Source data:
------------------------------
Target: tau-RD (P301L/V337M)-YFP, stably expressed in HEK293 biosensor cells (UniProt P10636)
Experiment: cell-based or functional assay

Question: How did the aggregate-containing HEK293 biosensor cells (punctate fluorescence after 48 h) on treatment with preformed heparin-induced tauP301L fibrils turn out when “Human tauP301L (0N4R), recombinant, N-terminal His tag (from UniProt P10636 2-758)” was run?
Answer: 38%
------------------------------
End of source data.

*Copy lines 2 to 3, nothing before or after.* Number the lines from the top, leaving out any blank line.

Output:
Experiment: cell-based or functional assay

Question: How did the aggregate-containing HEK293 biosensor cells (punctate fluorescence after 48 h) on treatment with preformed heparin-induced tauP301L fibrils turn out when “Human tauP301L (0N4R), recombinant, N-terminal His tag (from UniProt P10636 2-758)” was run?